A dense broth of tedium, a sprinkle of annoyance, and a dash of trepidation – these are the ingredients of the mental soup that simmers in my head when I answer a middle-of-the-night parent phone call.

At least they were until the task of solving the community’s nighttime phone “crises” fell upon the able, eager shoulders of our new interns.

Every now and then, the universe throws up a surprise. One night, my intern was placating a very angry man who was upset with his inconsolable baby. He was the foster father of a baby with neonatal abstinence syndrome (NAS) who had been discharged earlier that day.

“I feel like this baby’s been thrown at us! He wasn’t ready to go home!” he cried. Having never met the baby (foster mom had taken the baby home), this man had returned from a long work shift to find a screaming baby at home. He was aggressive and rude as he ranted at my intern. She empathized and explained that other symptoms might include rapid breathing, irritability, sleep problems, etc.

Although she handled the call with consummate grace and professionalism, afterward an uneasy feeling crept over us. An angry, tired man pushed to his limits, and a very difficult, strange new baby at home was a setup for the perfect storm. Our duty in this situation was clear – we were the protectors of this baby’s best interest. That was all that mattered.

With a rising sense of dread, we juggled frantic phone calls between Child Protective Services, the attending physician, the foster family, and the nearest emergency department. All I could think of was how badly we had failed this baby. Something somewhere had gone horribly wrong for this innocent child to be in danger now.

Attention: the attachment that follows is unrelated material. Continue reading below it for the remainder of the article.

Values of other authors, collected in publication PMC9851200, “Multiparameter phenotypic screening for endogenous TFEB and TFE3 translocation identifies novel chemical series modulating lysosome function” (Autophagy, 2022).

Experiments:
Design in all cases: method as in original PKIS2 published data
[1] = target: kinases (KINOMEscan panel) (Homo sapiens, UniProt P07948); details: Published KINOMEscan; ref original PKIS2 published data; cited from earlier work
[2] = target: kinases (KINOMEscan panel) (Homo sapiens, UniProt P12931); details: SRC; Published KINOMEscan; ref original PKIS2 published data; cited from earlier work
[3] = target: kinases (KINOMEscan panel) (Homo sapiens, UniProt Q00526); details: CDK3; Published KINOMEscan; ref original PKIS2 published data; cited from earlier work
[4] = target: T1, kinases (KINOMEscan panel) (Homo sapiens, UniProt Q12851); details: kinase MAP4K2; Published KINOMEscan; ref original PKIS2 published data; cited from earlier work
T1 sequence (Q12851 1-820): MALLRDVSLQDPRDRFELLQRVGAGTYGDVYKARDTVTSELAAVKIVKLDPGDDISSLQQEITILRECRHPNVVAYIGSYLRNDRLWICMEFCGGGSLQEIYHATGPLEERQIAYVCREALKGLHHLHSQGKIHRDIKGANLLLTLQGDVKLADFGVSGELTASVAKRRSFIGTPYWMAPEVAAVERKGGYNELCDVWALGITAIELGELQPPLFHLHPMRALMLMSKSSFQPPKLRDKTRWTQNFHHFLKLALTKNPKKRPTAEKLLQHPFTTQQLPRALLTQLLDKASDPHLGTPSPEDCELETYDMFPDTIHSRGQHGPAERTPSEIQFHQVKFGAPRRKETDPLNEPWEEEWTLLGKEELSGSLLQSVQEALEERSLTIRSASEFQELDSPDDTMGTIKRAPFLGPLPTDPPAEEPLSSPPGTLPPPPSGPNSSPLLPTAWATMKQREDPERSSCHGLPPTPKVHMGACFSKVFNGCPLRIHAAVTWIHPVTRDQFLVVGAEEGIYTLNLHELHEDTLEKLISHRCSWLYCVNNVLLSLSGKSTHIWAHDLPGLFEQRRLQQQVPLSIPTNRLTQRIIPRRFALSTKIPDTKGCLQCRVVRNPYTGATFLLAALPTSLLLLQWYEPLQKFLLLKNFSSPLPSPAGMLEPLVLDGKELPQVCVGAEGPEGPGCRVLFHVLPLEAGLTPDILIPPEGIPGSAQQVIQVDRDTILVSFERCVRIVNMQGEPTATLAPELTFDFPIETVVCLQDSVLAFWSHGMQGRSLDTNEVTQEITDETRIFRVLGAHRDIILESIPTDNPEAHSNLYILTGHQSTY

An hour later, when I finally got through to the foster father, he sounded calmer. “We can’t do this,” he stated simply. He informed me he had called Child Protective Services himself. The baby would come back to us temporarily, while we found him a safe home. Relief swept over us.

Perhaps the baby should never have gone home with this family. Perhaps we had no way of knowing this would happen. Perhaps the family did not realize the responsibility they were assuming. We are all only human. We make mistakes. But we pick up the pieces and we try again, guided by the best interest of the children we swear to protect. This desire to keep trying is what makes all the difference in the world. By making the call himself, this man reaffirmed my faith in the process in which we all play a part. May the quest for the best interest of our children endure forever.

Dr. Behere is a third-year resident in pediatrics at Children’s Hospital at Dartmouth-Hitchcock, Lebanon, N.H. E-mail him at pdnews@frontlinemedcom.com.


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